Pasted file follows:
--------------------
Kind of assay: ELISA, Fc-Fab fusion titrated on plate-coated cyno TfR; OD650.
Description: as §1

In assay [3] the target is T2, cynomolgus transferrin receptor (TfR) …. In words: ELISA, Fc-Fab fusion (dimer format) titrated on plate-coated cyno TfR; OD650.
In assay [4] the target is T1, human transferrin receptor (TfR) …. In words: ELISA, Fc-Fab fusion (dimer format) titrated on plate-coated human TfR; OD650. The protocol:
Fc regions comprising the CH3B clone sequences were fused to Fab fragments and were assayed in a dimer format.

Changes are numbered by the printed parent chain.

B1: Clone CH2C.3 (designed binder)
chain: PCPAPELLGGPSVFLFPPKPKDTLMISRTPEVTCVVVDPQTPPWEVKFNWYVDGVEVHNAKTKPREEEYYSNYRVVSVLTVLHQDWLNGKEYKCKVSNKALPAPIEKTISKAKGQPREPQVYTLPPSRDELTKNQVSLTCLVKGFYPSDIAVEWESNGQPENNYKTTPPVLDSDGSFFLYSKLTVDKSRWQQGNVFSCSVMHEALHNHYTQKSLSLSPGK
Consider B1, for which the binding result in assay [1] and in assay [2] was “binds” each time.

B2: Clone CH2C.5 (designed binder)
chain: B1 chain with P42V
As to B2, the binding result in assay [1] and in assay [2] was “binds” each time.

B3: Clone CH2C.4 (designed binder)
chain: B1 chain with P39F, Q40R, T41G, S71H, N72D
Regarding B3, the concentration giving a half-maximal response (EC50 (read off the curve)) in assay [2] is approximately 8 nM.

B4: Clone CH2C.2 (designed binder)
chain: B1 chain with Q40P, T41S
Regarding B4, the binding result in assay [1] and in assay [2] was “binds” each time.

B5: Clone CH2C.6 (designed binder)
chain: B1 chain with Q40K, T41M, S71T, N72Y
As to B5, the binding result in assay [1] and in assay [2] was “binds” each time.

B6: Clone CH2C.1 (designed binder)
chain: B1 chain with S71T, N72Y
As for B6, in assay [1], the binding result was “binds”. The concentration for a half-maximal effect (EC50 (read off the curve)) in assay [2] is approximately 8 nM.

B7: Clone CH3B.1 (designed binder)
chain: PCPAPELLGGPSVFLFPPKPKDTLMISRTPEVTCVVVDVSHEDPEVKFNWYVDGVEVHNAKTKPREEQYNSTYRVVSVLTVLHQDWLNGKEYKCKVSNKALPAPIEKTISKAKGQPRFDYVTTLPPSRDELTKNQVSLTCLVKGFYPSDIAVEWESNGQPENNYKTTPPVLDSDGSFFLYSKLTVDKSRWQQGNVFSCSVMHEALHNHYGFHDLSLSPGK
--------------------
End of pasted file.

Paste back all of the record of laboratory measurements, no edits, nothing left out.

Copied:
Kind of assay: ELISA, Fc-Fab fusion titrated on plate-coated cyno TfR; OD650.
Description: as §1

In assay [3] the target is T2, cynomolgus transferrin receptor (TfR) …. In words: ELISA, Fc-Fab fusion (dimer format) titrated on plate-coated cyno TfR; OD650.
In assay [4] the target is T1, human transferrin receptor (TfR) …. In words: ELISA, Fc-Fab fusion (dimer format) titrated on plate-coated human TfR; OD650. The protocol:
Fc regions comprising the CH3B clone sequences were fused to Fab fragments and were assayed in a dimer format.

Changes are numbered by the printed parent chain.

B1: Clone CH2C.3 (designed binder)
chain: PCPAPELLGGPSVFLFPPKPKDTLMISRTPEVTCVVVDPQTPPWEVKFNWYVDGVEVHNAKTKPREEEYYSNYRVVSVLTVLHQDWLNGKEYKCKVSNKALPAPIEKTISKAKGQPREPQVYTLPPSRDELTKNQVSLTCLVKGFYPSDIAVEWESNGQPENNYKTTPPVLDSDGSFFLYSKLTVDKSRWQQGNVFSCSVMHEALHNHYTQKSLSLSPGK
Consider B1, for which the binding result in assay [1] and in assay [2] was “binds” each time.

B2: Clone CH2C.5 (designed binder)
chain: B1 chain with P42V
As to B2, the binding result in assay [1] and in assay [2] was “binds” each time.

B3: Clone CH2C.4 (designed binder)
chain: B1 chain with P39F, Q40R, T41G, S71H, N72D
Regarding B3, the concentration giving a half-maximal response (EC50 (read off the curve)) in assay [2] is approximately 8 nM.

B4: Clone CH2C.2 (designed binder)
chain: B1 chain with Q40P, T41S
Regarding B4, the binding result in assay [1] and in assay [2] was “binds” each time.

B5: Clone CH2C.6 (designed binder)
chain: B1 chain with Q40K, T41M, S71T, N72Y
As to B5, the binding result in assay [1] and in assay [2] was “binds” each time.

B6: Clone CH2C.1 (designed binder)
chain: B1 chain with S71T, N72Y
As for B6, in assay [1], the binding result was “binds”. The concentration for a half-maximal effect (EC50 (read off the curve)) in assay [2] is approximately 8 nM.

B7: Clone CH3B.1 (designed binder)
chain: PCPAPELLGGPSVFLFPPKPKDTLMISRTPEVTCVVVDVSHEDPEVKFNWYVDGVEVHNAKTKPREEQYNSTYRVVSVLTVLHQDWLNGKEYKCKVSNKALPAPIEKTISKAKGQPRFDYVTTLPPSRDELTKNQVSLTCLVKGFYPSDIAVEWESNGQPENNYKTTPPVLDSDGSFFLYSKLTVDKSRWQQGNVFSCSVMHEALHNHYGFHDLSLSPGK